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There are tools like OSINT or just plain old web-scraping which could allow you to harvest a lot of data. Let’s say you never harvest data in an illegal way, so technically all the data you compile is public information. However, you managed to extract data from so many fragmented parts of the internet that the net sum is a data set that is unusually useful and informative - about private or sensitive topics like individual’s info.

Is there any threshold one crosses where even if the data is legal to acquire, it becomes illegal to gather and store and share it, because the resulting data set is more or less a kind of privacy invasion or privacy threat?

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    The jurisdiction tags in the answers implicitly deal with this point, but what is legal or not is not uniform globally. Different countries, and sometimes different state or regions within countries each have their own laws on this subject. Sudan, China, France, California, and Alabama would each have their own legal regimes in this area. Determining which jurisdiction's law applies to particular conduct or a particular dispute is often a highly involved and non-trivial inquiry. It isn't always possible to know with certainty in advance which jurisdiction's law will apply.
    – ohwilleke
    Mar 13 at 17:11
  • Your intent may matter here. I'm imagining a scenario where you collect a large quantity of public personal data with the goal of doxing someone. The collection and storage of the public data sources may not be illegal itself, but sharing it with the intent of inciting harassment may be, and scraping public databases for information on one particular person could possibly be considered stalking. The nebulous goal of "sharing information" could conceivably be illegal if the intent of doing so is to cause harm to someone. Mar 13 at 17:59
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    "and share it" now you're into fair use (or at least, the part where other parties start to care), which it either is or it isn't. If, "public sources" means there's no copyright.... But it depends on who you're up against; "the NFL may successfully enforce false claims through sheer force of will." lawreview.unl.edu/… "But the warning used at the beginning of each game is not actually enforceable by law… it’s legally bunk." legal-smegal. If somebody cares, you get sent a DCMA; you either take it down or you hire a lawyer.
    – Mazura
    Mar 14 at 1:43
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    Does the word "public" in this question mean "public domain", as in "not protected by copyright"? Or does it merely mean "publicly accessible without cost"? Mar 14 at 5:43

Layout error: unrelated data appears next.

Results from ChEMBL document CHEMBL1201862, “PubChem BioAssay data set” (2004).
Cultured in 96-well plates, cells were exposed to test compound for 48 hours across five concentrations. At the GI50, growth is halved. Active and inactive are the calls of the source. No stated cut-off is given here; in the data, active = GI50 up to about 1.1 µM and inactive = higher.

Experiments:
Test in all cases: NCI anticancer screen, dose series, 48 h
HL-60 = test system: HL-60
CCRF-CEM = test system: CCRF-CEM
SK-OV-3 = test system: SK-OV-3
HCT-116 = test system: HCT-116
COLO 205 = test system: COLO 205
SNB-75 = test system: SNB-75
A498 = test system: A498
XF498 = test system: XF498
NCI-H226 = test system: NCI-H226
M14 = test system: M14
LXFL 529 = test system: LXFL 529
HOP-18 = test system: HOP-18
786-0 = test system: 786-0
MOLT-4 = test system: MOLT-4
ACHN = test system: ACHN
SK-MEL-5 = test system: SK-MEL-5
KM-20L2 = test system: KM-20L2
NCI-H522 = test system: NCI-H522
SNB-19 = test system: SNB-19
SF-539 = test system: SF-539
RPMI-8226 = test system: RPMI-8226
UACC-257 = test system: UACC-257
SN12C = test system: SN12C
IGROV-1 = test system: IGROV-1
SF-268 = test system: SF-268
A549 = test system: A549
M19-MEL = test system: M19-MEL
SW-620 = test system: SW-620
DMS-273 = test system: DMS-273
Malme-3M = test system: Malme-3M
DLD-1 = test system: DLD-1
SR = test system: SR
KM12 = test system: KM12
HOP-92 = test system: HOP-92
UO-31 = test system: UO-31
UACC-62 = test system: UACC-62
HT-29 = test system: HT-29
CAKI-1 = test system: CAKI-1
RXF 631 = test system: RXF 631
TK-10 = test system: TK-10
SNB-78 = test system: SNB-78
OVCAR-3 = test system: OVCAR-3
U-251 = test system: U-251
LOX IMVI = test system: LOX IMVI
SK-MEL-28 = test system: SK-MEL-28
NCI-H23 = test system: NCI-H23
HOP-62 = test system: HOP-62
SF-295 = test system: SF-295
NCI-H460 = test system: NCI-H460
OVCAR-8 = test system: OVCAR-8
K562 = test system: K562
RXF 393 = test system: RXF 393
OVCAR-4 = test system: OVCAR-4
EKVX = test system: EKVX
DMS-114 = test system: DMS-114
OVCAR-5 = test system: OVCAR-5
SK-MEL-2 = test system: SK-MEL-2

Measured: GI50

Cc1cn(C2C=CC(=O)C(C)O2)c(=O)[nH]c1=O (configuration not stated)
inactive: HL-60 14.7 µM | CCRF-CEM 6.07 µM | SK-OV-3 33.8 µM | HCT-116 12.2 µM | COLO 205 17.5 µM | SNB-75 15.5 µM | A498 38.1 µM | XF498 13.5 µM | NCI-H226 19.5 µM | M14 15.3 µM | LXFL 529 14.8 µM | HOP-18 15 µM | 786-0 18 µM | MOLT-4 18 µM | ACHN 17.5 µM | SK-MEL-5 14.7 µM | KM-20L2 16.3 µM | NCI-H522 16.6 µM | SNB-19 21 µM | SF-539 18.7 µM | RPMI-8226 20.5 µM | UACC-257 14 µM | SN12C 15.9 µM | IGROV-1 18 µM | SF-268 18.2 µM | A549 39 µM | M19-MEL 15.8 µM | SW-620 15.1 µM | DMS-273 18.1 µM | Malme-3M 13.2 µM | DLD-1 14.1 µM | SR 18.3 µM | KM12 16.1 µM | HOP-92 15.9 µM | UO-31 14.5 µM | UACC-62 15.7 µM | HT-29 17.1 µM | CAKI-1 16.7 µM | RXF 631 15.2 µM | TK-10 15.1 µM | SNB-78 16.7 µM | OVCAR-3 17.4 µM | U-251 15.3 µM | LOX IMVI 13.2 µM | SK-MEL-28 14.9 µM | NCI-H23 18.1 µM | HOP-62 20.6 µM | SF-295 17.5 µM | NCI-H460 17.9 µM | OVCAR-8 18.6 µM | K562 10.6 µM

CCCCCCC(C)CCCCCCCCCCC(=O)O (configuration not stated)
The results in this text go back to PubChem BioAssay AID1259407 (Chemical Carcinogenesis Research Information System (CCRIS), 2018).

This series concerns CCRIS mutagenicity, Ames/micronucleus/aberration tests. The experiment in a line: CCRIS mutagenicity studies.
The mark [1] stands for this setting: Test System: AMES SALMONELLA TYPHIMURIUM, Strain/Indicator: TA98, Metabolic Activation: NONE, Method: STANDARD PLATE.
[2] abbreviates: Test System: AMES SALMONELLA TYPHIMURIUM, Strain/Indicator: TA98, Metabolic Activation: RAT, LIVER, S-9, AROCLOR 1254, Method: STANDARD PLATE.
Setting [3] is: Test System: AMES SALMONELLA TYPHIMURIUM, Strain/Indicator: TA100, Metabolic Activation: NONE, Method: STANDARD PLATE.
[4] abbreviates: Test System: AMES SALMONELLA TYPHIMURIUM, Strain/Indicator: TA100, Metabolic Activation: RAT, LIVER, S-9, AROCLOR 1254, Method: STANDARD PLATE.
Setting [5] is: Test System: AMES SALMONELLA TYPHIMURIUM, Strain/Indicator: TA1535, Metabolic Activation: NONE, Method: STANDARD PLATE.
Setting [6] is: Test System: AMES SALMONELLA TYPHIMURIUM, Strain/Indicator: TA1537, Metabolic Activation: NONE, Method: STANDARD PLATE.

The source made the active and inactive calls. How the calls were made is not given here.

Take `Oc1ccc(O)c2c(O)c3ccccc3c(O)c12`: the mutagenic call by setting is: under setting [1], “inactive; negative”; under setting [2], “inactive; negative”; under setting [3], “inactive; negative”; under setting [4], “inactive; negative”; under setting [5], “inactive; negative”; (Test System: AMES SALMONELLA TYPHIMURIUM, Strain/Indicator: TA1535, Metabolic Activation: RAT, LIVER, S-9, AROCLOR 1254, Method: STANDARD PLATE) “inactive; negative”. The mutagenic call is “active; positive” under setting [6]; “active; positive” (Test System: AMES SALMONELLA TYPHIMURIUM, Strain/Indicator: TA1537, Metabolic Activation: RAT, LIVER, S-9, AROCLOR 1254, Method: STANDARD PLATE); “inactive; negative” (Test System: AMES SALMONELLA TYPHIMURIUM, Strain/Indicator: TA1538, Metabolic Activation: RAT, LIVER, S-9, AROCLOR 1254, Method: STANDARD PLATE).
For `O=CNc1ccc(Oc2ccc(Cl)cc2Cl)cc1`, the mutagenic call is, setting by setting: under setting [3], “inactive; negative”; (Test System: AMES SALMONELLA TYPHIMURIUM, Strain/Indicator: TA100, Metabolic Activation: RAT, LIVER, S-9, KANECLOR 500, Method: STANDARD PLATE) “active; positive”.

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    There's an existing question about scraping data on athletes but it's a bit narrower in scope so probably not a duplicate.
    – Stuart F
    Mar 14 at 12:28

5 Answers 5

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Even if you gather from public sources, you need to comply with the GDPR to process Personal Identifiable Data. That means you need a strictly legal basis to even be allowed to gather them. That you gathered them from all over just means you made data of others identifiable. The threshold at which you have to comply with GDPR is the moment you start to gather data about people in Europe.

As nvoigt correctly noted, a phonebook is the easiest example in Europe: A person is only listed in the phone book because the phone book maker has an interest and usually consent. This consent is not given to anyone other but the phone book company, and this consent is not transferable. To process the data in a phonebook but for purely personal use (e.g. as a company), you are required to have another legal basis to process it. Among them is legitimate interest or to get consent from the data subject.

Data Scraping, under the GDPR, is almost impossible and very risky:

Do you remember Equifax? They were struck with the worst of all punishments. Not a fine, but they had to destroy any part of their database that contained any data obtained without consent, because some of the data was obtained by illegal scraping.

Do you remember ClearView? Fined 20 million by Italy for violation of the GDPR, together with an order banning ClearVieww from operating in Italy and to delete all data from people inside Italy in February 2022. They had to delete their French database in 2021. And they were fined another 7.5 million in the UK in November 2022.

Database rights

Some countries also have a copyright-akin right in databases, which disallows scraping data from those databases.

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    – feetwet
    Mar 14 at 19:11
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There is no such law in the United States. It is legal to collect large amounts of raw data from public sources and share it.

Usually, even information protected by a non-disclosure agreement, or a statutory privacy requirement can be legally collected and shared once it becomes a matter of public record or is made public (although this isn't true for certain national defense information, and for information obtained in confidential attorney-client communications if the attorney is the one seeking to share it).

There is no generally applicable right to privacy of information in the United States, although sometimes there a privacy rights associated with information disclosed in the context of certain specific kinds of relationships (e.g. banker-customer, attorney-client, health care provider-patient). Some U.S. states protect more privacy in more specific relationships than other U.S. states.